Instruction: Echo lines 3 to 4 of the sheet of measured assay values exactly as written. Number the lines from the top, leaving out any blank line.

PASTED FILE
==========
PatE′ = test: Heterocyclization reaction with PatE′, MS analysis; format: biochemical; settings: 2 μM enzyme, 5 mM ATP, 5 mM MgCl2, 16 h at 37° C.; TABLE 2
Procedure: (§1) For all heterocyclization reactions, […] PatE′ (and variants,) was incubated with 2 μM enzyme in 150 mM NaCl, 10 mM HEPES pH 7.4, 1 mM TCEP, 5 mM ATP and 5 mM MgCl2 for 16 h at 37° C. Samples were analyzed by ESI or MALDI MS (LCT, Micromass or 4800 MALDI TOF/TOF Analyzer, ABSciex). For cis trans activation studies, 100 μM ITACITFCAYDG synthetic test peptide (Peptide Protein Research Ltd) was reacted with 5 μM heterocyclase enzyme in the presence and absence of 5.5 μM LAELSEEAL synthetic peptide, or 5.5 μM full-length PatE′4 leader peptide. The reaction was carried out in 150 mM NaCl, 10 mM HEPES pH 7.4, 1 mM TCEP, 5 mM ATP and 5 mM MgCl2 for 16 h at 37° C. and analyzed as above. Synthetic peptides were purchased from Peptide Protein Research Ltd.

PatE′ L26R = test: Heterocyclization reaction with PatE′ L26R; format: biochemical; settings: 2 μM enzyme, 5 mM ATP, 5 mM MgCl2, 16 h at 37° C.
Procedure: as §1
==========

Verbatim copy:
PatE′ L26R = test: Heterocyclization reaction with PatE′ L26R; format: biochemical; settings: 2 μM enzyme, 5 mM ATP, 5 mM MgCl2, 16 h at 37° C.
Procedure: as §1